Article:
• Also in June 2021, Gregg filed a qui tam case alleging that RGE Motor Direct Inc., a California importer, evaded tariffs on furniture and other merchandise it imported from China. The government declined to intervene in the case, but, in November 2022, less than 17 months after the case was filed, RGE agreed to pay a settlement of $3.25 million. The whistleblower, a Hong Kong national, received a reward of 27.5% of that amount.

During his DOJ career, Gregg served as served as an Assistant United States Attorney in the District of Massachusetts and, from 2013 to 2021, as Chief of the Affirmative Civil Enforcement Unit in that office. As a DOJ prosecutor, Gregg brought cases against pharmaceutical manufacturers and other health care companies that resulted in over $3 billion in recoveries under the False Claims Act. He also oversaw financial fraud cases and other enforcement matters that generated over $5 billion in additional recoveries. For part of 2020, he served as Special Counsel to the Special Inspector General for Pandemic Recovery, where he advised on audits and investigations of recipients of CARES Act funds. Cases that Gregg handled for the government include:

  • Athena (2021): $18.25 million settlement to resolve allegations that electronic medical records provider Athena paid a variety of kickbacks to induce existing and potential customers to use its product.
  • Co-pay cases (2017-20): Recovered over $1 billion from twelve pharmaceutical manufacturers, four foundations, and a pharmacy to resolve allegations that they conspired to violate the anti-kickback statute by funneling cash through the foundations to cover Medicare co-pays for patients taking the pharmaceutical companies’ drugs.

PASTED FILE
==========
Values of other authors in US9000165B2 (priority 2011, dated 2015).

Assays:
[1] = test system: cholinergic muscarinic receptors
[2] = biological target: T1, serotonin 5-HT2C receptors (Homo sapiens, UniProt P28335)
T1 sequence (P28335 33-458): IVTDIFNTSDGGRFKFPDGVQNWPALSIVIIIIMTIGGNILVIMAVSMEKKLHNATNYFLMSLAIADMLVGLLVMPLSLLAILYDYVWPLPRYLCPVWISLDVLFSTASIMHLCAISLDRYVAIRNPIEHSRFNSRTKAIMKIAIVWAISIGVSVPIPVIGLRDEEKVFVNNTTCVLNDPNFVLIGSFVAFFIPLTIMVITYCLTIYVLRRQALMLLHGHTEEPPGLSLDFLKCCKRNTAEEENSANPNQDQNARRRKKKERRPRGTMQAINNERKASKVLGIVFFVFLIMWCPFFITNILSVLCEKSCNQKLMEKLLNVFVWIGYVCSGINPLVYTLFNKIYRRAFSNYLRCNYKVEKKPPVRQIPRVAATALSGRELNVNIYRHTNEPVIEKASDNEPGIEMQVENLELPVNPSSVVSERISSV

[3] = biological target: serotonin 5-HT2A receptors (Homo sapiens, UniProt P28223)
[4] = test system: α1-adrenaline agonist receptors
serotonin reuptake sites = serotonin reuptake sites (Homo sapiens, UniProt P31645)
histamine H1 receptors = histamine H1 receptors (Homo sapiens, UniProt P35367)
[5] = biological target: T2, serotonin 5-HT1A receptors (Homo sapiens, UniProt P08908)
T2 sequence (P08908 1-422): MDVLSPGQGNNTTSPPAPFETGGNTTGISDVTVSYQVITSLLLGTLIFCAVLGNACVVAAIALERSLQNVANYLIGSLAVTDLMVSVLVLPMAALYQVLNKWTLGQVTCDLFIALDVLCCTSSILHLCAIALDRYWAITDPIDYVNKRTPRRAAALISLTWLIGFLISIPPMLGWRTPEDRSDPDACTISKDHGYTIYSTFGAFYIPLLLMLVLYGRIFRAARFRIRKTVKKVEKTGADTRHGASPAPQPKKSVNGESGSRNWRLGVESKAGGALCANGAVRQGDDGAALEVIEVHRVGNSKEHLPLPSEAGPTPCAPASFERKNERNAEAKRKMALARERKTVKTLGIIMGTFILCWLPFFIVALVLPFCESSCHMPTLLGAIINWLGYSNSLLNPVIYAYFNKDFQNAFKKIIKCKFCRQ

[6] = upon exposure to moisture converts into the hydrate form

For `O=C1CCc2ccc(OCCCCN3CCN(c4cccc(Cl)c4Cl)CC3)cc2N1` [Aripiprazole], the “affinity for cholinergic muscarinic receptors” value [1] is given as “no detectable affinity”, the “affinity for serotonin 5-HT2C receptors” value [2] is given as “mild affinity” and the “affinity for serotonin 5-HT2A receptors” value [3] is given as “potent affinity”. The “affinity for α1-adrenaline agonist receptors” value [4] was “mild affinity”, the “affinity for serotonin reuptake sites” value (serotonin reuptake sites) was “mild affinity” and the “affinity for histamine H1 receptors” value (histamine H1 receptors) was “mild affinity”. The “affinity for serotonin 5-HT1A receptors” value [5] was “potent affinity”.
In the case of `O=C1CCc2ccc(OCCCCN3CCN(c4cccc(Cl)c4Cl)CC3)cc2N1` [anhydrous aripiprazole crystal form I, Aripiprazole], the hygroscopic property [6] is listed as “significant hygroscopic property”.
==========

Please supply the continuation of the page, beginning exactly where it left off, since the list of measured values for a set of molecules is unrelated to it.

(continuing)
• Mylan (2017): $465 million settlement to resolve allegations that Mylan avoided paying Medicaid rebates by misclassifying EpiPen as a generic drug.
  • Brigham and Women’s Hospital (2017): $10 million settlement to resolve allegations that a hospital researcher fraudulently manipulated research results to obtain NIH grants.
  • Wyeth (2016): $784.6 million settlement to resolve allegations that Wyeth used inflated best prices to underpay Medicaid rebates for Protonix oral and Protonix IV.
  • RehabCare (2016): $140 million in settlements with RehabCare, the nation’s largest rehabilitation therapy provider, and eight nursing home operators to resolve allegations that RehabCare caused the nursing homes to submit inflated reimbursement claims for therapy.
  • Omnicare (2009-13): multiple settlements totaling $275 million to resolve allegations that Omnicare, a nursing home pharmacy, paid kickbacks to nursing homes and accepted kickbacks from Johnson & Johnson.
  • Sanofi (2012): $109 million settlement to resolve allegations that Sanofi violated the anti-kickback statute by giving physicians free units of Hyalgan, a knee injection, to induce them to purchase and prescribe the product.

Gregg also supervised these financial fraud cases:

  • Royal Bank of Scotland (2018): $4.9 billion settlement to resolve allegations that RBS misled investors in the underwriting and issuance of residential mortgage-backed securities.
  • State Street Bank (2016): $382 million settlement to resolve allegations that State Street deceived some of its custody clients when providing them with indirect foreign currency exchange services.

Gregg twice received the Attorney General’s Award for Fraud Prevention, DOJ’s highest honor for fraud prosecutors. He also received the Department of Health and Human Services, Office of Inspector General Award for Excellence three times. In 2022, Taxpayers Against Fraud, the national association of whistleblower attorneys, awarded Gregg and others with its 2022 Public-Private Partnership Award for their work on the $233.7 million False Claims Act settlement with Mallinckrodt, a large pharmaceutical firm that evaded its obligations to pay drug rebates to state Medicaid programs.

He has argued appeals in the United States Courts of Appeal for the First, Second, and District of Columbia Circuits, and has prevailed each time.